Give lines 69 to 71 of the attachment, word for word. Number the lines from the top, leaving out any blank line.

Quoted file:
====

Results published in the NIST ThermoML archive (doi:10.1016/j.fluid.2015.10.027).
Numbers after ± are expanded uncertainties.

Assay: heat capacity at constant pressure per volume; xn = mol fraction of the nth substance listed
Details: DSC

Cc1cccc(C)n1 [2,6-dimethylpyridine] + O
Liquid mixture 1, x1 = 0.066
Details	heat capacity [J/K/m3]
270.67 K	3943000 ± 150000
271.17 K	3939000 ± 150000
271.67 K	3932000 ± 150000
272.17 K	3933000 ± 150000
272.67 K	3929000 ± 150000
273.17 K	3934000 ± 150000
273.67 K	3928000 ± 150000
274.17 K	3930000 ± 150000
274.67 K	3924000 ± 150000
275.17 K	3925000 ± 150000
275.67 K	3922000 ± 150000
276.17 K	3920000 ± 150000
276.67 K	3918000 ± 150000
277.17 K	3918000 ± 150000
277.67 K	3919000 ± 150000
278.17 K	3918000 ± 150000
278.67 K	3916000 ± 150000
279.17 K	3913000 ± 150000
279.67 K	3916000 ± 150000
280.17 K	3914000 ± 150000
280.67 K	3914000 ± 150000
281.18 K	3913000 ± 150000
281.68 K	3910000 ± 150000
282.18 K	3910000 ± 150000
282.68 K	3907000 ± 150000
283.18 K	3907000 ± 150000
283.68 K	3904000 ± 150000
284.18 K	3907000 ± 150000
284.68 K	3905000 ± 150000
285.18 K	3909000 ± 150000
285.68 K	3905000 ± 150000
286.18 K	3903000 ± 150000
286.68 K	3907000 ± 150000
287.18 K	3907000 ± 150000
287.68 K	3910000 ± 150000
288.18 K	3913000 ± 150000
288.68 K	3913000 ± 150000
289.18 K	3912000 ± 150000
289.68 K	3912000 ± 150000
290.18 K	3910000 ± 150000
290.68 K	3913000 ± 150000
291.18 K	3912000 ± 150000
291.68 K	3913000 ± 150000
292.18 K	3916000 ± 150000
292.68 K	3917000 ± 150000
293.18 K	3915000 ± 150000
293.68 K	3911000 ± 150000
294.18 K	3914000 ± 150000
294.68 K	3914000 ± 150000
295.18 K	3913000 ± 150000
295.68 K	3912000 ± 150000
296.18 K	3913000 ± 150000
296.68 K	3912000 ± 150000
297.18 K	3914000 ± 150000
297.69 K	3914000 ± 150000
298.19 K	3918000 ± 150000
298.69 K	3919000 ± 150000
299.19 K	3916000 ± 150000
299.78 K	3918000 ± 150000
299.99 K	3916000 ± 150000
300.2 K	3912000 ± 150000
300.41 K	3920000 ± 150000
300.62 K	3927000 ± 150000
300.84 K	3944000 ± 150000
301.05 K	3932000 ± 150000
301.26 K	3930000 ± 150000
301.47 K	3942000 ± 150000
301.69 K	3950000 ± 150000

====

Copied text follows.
300.41 K	3920000 ± 150000
300.62 K	3927000 ± 150000
300.84 K	3944000 ± 150000